"I think the speed at which the market has unraveled has surprised many of us," Lee said.
He believes that the successful sellers in his area likely had also lowered their initial prices once the widening impact of last summer's credit crunch became clear. "You just have to be very creative whether you're selling or buying."
Difficulty in obtaining the jumbo loans, generally necessary to buy a home above the local median, has made it necessary for more buyers to scrape up a larger down payment or work out a deal with the seller.
Lee recently sold another Palos Verdes home he owns to buyers who were able to put down almost 50 percent of the sale price and thus only required a traditional conforming loan to close the deal. He's also doing more lease-option deals, where the prospective owner essentially rents the home with the ability to buy at a set price later.
"There are a lot of people who want to buy, but they just don't have the credit score or the down payment," Lee said. "In this market, I can buy a home at a good price, lock in a sales price to the new buyer that's still below where the appraisals would come in, and carry the property for a while as they make payments to me. Everyone's happy."
The market is more challenging in suburban communities that some of saw the fastest appreciation during the boom. Many properties had been purchased at inflated prices with adjustable rate mortgages and owners are now in default or going through foreclosure.
In Glendale, for example, sales volume dropped 50 percent in both the 91206 Rossmoyne and 91207 Verdugo Woodlands neighborhoods. But it was a different story on prices.
The median in Rossmoyne rose 44 percent, pushing that neighborhood just over the $1 million mark. But in Verdugo Woodlands, the median fell 23 percent from more than $1 million to only $825,000.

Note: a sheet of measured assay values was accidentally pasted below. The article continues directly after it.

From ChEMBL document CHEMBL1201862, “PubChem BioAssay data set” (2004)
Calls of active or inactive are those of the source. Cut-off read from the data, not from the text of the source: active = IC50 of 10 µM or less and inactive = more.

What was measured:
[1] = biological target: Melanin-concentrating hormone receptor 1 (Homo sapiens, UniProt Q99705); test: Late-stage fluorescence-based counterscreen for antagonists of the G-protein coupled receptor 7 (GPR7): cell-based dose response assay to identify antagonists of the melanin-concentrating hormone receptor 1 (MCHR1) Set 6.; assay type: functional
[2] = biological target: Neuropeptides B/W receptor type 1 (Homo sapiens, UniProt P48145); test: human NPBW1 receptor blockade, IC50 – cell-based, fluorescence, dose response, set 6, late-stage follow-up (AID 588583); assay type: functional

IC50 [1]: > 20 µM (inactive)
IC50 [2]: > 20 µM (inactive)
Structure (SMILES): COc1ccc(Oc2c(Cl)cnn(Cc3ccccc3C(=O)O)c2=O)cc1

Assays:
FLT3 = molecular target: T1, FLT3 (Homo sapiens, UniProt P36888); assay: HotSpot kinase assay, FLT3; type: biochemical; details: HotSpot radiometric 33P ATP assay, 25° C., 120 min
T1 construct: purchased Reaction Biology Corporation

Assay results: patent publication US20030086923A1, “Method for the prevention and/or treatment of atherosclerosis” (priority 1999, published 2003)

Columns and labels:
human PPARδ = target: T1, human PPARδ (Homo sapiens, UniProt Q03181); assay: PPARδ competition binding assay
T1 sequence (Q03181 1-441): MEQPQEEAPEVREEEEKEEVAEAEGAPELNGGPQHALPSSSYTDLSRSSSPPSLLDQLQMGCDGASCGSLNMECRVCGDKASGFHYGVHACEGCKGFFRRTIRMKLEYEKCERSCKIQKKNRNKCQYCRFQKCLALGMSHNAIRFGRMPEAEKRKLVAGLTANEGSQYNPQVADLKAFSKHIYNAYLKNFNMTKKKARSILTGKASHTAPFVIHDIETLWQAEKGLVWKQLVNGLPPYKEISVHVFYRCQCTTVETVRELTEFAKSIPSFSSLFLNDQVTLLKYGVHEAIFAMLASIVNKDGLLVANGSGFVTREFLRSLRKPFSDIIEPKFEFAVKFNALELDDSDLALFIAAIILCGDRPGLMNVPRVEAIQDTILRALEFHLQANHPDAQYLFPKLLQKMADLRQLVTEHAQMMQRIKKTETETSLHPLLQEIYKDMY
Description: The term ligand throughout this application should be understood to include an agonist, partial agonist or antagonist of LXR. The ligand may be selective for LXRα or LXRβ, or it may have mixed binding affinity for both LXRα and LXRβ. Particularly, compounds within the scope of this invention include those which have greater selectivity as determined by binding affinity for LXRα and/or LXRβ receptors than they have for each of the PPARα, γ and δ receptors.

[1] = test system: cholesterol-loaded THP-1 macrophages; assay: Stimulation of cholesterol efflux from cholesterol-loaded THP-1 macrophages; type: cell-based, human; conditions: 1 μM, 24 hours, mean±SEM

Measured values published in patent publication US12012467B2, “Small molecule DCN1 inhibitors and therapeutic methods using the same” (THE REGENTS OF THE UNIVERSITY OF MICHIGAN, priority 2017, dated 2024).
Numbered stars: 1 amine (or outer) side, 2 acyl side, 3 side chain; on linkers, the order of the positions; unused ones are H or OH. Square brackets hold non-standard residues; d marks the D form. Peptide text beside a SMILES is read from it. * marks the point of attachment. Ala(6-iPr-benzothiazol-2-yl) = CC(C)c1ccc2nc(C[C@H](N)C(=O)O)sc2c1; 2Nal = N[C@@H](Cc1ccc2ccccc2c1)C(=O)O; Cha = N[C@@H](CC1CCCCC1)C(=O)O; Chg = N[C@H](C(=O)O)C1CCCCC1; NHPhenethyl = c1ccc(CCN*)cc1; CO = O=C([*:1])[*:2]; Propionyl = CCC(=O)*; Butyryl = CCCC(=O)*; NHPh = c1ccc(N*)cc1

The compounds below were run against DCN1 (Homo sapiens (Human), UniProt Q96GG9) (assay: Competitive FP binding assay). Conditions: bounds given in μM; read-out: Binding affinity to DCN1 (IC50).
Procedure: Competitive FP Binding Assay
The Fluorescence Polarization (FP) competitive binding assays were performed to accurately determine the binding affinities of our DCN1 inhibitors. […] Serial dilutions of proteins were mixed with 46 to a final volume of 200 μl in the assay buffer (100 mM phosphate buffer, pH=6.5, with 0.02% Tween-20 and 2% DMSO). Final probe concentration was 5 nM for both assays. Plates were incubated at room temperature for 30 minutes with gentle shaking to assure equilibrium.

At online listing service RealtyTrac Inc., a Verdugo Woodlands home in preforeclosure with an estimated market value of just over $1 million was listed at the $320,000 balance remaining on the owner's loan.
California topped RealtyTrac's most recent foreclosure report with filings up 120 percent in January from a year earlier. The Irvine-based online service said there were 11,839 filings in Los Angeles County, up 135 percent vs. 12 months ago.
The rising wave of such properties around the country led Federal Reserve Chairman Ben Bernanke last week to urge lenders to help distressed owners by lowering the amount of their loans. It's a controversial proposal, since lenders tend to be more open to renegotiating an adjustable interest rate than reducing the actual principal on a mortgage.
"Chairman Bernanke was saying we need to shore up the leaks in the dam Rome is burning and we have to do something," said Stuart Gabriel, director of UCLA's Ziman Center for Real Estate. "People who got loans they could afford may be resentful, but it's really in everyone's own self-interest. Do you want foreclosure signs in your neighborhood driving down the value of your home?"